Washington, D.C. – Democratic Leader Nancy Pelosi delivered remarks at the Georgetown Institute for Women, Peace, and Security Panel entitled: A New Global Agenda for Women, Peace, and Security at the Georgetown University John Carroll weekend. Below are the Leader’s remarks:
“Thank you. Thank you very much. It is an honor to be here today with you. Thank you Ambassador Melanne Verveer, Executive Director, Georgetown Institute for Women, Peace, and Security for your hospitality, for your leadership. Thank you President John DeGioia of Georgetown University for your hospitality and for all that you do for Georgetown.
“To the panelists: Dean Carol Lancaster of the School of Foreign Service, thank you. Dr. Monica Williams, thank you for all that you do for peace. And to President Atifete Jahjaga of the Republic of Kosovo, I thank you for being with us here today.
“Today’s panel focused on not only the critical challenges of security around the world, but identified a clear solution: the leadership of women across the globe. The leadership of women is crucial, during the Women’s March on Washington for suffrage – women’s suffrage. A few years later, as you know, women got the right to vote and the headline at the time was: ‘Women Given the Right to Vote.’ No, not given. I don’t think so.
“Women worked for, earned, fought for, mobilized, marched for the right to vote and that’s how they got it. Women in the Arab Spring were out there making their voices heard, not adequately reflected, in my view, as I have said in many of these countries in Libya, Tunisia, Egypt that I have visited since then. We haven’t seen enough – Egypt – reflection of women in the leadership, as we saw in making the change in those countries.
“Just one other point that I want to make, which I think is really important and I don’t – I want to be hopeful and optimistic, and we should be. But, there is another factor in this and I’ll just demonstrate – tell it by telling you a story. Every year, on Mother’s Day, I bring a group of Members of Congress to Afghanistan, or Iraq, or wherever. And when we don’t go that weekend to that country we go another weekend, but on Mother’s Day, always to visit our troops; to thank our men and women in uniform, especially to acknowledge the role of moms and grandmothers in uniform in the conflict and to meet with the women of Afghanistan.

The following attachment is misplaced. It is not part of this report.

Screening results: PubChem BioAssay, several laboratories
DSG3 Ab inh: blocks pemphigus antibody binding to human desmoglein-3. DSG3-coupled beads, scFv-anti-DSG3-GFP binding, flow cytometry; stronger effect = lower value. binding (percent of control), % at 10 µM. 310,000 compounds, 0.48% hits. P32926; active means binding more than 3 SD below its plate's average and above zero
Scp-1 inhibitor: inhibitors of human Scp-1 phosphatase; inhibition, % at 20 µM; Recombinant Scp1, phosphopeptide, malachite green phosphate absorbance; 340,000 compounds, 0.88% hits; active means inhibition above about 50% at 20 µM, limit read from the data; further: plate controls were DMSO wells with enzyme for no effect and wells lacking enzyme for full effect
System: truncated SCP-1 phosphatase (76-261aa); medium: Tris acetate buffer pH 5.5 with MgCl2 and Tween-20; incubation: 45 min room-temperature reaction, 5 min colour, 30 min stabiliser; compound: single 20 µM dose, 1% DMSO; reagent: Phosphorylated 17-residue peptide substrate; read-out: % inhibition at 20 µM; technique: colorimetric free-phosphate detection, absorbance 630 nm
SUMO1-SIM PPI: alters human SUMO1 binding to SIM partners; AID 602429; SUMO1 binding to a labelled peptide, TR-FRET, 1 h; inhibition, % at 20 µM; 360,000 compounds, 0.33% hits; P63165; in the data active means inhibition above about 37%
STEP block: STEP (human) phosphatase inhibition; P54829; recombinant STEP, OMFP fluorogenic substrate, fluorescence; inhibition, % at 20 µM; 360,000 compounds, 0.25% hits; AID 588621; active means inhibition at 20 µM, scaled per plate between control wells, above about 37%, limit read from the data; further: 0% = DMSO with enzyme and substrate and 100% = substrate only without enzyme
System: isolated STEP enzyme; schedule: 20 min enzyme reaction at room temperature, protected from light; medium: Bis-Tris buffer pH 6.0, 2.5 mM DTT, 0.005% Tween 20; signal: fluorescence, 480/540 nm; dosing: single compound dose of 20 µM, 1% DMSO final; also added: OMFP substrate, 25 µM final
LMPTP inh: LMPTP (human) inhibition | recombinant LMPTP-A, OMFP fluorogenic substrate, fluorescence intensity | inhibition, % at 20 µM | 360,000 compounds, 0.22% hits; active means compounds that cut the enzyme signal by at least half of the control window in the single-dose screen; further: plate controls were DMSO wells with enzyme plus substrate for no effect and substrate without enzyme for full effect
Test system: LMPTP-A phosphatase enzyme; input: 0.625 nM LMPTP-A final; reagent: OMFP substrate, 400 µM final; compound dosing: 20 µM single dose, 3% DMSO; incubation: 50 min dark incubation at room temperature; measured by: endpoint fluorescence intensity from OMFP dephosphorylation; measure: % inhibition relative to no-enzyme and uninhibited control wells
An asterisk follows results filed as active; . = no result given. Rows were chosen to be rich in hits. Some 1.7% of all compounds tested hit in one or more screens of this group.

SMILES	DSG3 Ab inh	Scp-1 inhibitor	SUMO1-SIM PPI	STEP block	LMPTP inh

“And of course over and over again, we’ve met in Kabul with distinguished women, doctors, attorneys, members of Parliament, activists and the rest and it’s really very exciting. But, we also wanted to meet the women in the provinces. So one – I’ll go – and one time I went with this group, but I send my women Members to meet with the women in the provinces, to hear what they have to say. Great wisdom. We went one Mother’s Day a couple of years ago and we talked about all the things: we wanted girls in school, we wanted clinics; health clinics where they would have access – I don’t even want to go into the story of the marching; going two days to see if their baby was ready to come and then it wasn’t, so they had to go back, and then come back, and where can they stay in the meantime? You know, all of the personal examples of not meeting the needs of women.
“But these women, the Governor of Qalat, the province that we were in, met us there. Great big ceremony, flowers and gifts and this or that, and the women said: ‘when we meet with you, we don’t want any men in the room.’ So, that’s just what they wanted. And we had this very straightforward discussion. And it would range from maybe a midwife, or a teacher, I mean we are not talking about lawyers, and professors, or that, but we are talking about women who had risen to the heights in their community. All the way down to some really poor, not down, but across to the very poorest women. One woman told us that she was a beggar the year before, and then she has a job now because of USAID and she was separating raisins from twigs. And that had elevated her family, to do a simple task like that, that job, that economic development for her. And she said this, this poor woman, who was a beggar the year before. She said: ‘you’re telling us that we should send our – we are fighting for us to be able to have our girls educated and we should have more clinics so that we can seek health care for women and all of our families. But there is something that you have to know, that we can’t leave our houses without security and you cannot have security unless you end corruption.’ Think of the wisdom of these poor women out there in the provinces.
“And that is something that, of course it could be systemic corruption, it could be day to day corruption, but it applies across the board. And that is something where women have such a tremendous strength and that is something that we have to breakthrough if we are going to have the full empowerment of women because the status quo in many countries, corruption stands in the way of real development and the inclusion of many people. And it was just a thought that I wanted to convey, to put into the mix here.